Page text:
Static route

1

External BGP

20

Internal EIGRP

90

IGRP

100

OSPF

110

IS-IS

115

RIP

120

EGP

140

External EIGRP

170

Internal BGP

200

Unknown

255

Table 8-1 shows that a route learned by a static route is preferred over a route learned by IGRP. And of course, a route to a network attached to a directly connected interface is the most preferred route.

8.3.4. Variable-Length Subnet Masks (VLSM) and Classless Routing

You can also divide interior routing protocols into two groups based on whether they are classful or classless . A classful protocol relies on the historical distinction between Class A, B, and C networks to interpret addresses. The router itself can use subnet masks associated with its interfaces, but the routing protocol has no way to tell other routers about the masks. The protocol assumes that the subnet mask is a constant throughout the network. In contrast, a classless protocol communicates information about subnet masks explicitly, which allows you to design much more efficient network-addressing schemes.

The biggest drawback of a classful routing protocol is the waste of IP addresses. For example, if you are building a network with a Class C address and a subnet mask of 255.255.255.224, and you need to provide a point-to-point link between two routers, you must assign a whole subnet to that link. This subnet wastes 28 IP addresses: 255.255.255.224 has a total of 32 addresses, of which 2 are not usable (the broadcast address and the subnet address) and 2 are used by the routers at the endpoints of the link; the remaining 28 are not used.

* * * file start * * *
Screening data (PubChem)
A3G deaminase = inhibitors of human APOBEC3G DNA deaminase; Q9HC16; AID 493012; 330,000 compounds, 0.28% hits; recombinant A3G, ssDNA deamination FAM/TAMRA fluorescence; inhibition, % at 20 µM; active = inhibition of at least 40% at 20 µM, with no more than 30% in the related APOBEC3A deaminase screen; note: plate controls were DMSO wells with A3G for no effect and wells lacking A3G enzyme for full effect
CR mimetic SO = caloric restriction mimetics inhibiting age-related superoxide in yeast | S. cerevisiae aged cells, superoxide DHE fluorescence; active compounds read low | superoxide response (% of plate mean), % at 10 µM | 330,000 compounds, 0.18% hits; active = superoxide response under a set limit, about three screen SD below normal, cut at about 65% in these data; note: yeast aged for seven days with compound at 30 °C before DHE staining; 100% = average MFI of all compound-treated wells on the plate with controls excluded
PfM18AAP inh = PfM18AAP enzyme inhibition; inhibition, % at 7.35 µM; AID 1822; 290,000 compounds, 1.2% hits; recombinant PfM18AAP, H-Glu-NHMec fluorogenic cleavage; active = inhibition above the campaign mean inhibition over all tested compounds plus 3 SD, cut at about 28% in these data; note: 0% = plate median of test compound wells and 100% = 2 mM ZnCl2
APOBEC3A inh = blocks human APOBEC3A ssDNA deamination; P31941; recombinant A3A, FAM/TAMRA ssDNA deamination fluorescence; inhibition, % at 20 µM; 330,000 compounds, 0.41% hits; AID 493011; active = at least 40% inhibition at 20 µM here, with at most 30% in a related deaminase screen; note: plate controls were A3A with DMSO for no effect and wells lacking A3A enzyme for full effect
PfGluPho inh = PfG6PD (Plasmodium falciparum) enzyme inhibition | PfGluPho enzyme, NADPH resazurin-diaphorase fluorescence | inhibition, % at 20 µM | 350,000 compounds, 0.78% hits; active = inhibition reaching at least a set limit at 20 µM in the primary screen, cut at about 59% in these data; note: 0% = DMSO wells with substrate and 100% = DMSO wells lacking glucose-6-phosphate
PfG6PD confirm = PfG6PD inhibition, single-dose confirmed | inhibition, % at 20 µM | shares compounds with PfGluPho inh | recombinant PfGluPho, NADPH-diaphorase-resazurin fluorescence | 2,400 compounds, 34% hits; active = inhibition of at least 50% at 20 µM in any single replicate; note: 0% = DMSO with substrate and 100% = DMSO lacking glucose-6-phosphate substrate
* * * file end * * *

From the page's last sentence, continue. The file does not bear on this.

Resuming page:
If we use a different subnet mask on this link, the wasted IP addresses can be reclaimed. In this situation, VLSM is the solution. VLSM allows us to assign a smaller subnet mask to the link itself (255.255.255.252). This mask creates an address block that has only four addresses, none of which are wasted.

Another solution for links like this is to use the ip unnumbered command. See Chapter 5 for an example of how this command saves you from wasting IP addresses.

VLSM solves most IP-address issues, but it requires a classless routing protocol, i.e., a routing protocol that can explicitly exchange information about subnet masks, rather than inferring the network mask from the address class. The routing protocols that support VLSM (i.e., the classless protocols) are RIP Version 2, OSPF, EIGRP, and IS-IS. (Using static routes is, of course, consistent with VLSM because static routes don't require a routing protocol. Static routes are covered in detail in the next section.)

8.3.5. Protocol Comparison

Table 8-2 provides a summary of all the interior routing protocols covered in this book. (BGP isn't included because it's an exterior protocol.)

Table 8-2. Features of common interior routing protocols

 

RIP

RIPv2

IGRP

EIGRP

OSPF

IS-IS

VLSM support

No

Yes

No

Yes

Yes

Yes

Convergence

Slow

Slow

Medium

Fast

Fast

Fast

Configuration

Easy

Easy

Medium

Medium

Hard

Medium

Bandwidth use

High

High

High

Low

Low

Low

Scalability

Poor

Poor

Good

Good

Good

Good

Interoperability

Yes

Yes

No

No

Yes

Yes


Getting Started

IOS Images and Configuration Files

Basic Router Configuration

Line Commands

Interface Commands

Networking Technologies

Access Lists

IP Routing Topics

Interior Routing Protocols

Border Gateway Protocol

Quality of Service

Dial-on-Demand Routing

Specialized Networking Topics

Switches and VLANs

Router Security

Troubleshooting and Logging

Quick Reference

Appendix A Network Basics

Index



Cisco IOS in a Nutshell
Cisco IOS in a Nutshell (In a Nutshell (OReilly))
ISBN: 0596008694
EAN: 2147483647
Year: 2006
Pages: 1031
Authors: James Boney